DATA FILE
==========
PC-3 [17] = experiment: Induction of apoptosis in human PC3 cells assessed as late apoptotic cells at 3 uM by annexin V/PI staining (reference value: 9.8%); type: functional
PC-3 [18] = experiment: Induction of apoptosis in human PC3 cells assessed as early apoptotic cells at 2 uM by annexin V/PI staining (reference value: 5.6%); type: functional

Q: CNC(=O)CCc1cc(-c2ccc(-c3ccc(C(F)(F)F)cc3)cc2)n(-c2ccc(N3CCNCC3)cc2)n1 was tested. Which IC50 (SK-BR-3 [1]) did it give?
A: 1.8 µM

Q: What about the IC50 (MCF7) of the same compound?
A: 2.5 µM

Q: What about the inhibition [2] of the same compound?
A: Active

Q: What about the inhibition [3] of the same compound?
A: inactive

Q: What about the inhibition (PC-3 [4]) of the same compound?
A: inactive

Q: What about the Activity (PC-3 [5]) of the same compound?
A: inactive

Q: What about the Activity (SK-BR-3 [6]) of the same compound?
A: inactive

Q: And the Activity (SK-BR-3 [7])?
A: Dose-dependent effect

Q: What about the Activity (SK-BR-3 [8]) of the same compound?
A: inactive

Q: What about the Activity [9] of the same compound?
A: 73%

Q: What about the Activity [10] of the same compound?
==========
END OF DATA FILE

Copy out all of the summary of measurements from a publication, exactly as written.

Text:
PC-3 [17] = experiment: Induction of apoptosis in human PC3 cells assessed as late apoptotic cells at 3 uM by annexin V/PI staining (reference value: 9.8%); type: functional
PC-3 [18] = experiment: Induction of apoptosis in human PC3 cells assessed as early apoptotic cells at 2 uM by annexin V/PI staining (reference value: 5.6%); type: functional

Q: CNC(=O)CCc1cc(-c2ccc(-c3ccc(C(F)(F)F)cc3)cc2)n(-c2ccc(N3CCNCC3)cc2)n1 was tested. Which IC50 (SK-BR-3 [1]) did it give?
A: 1.8 µM

Q: What about the IC50 (MCF7) of the same compound?
A: 2.5 µM

Q: What about the inhibition [2] of the same compound?
A: Active

Q: What about the inhibition [3] of the same compound?
A: inactive

Q: What about the inhibition (PC-3 [4]) of the same compound?
A: inactive

Q: What about the Activity (PC-3 [5]) of the same compound?
A: inactive

Q: What about the Activity (SK-BR-3 [6]) of the same compound?
A: inactive

Q: And the Activity (SK-BR-3 [7])?
A: Dose-dependent effect

Q: What about the Activity (SK-BR-3 [8]) of the same compound?
A: inactive

Q: What about the Activity [9] of the same compound?
A: 73%

Q: What about the Activity [10] of the same compound?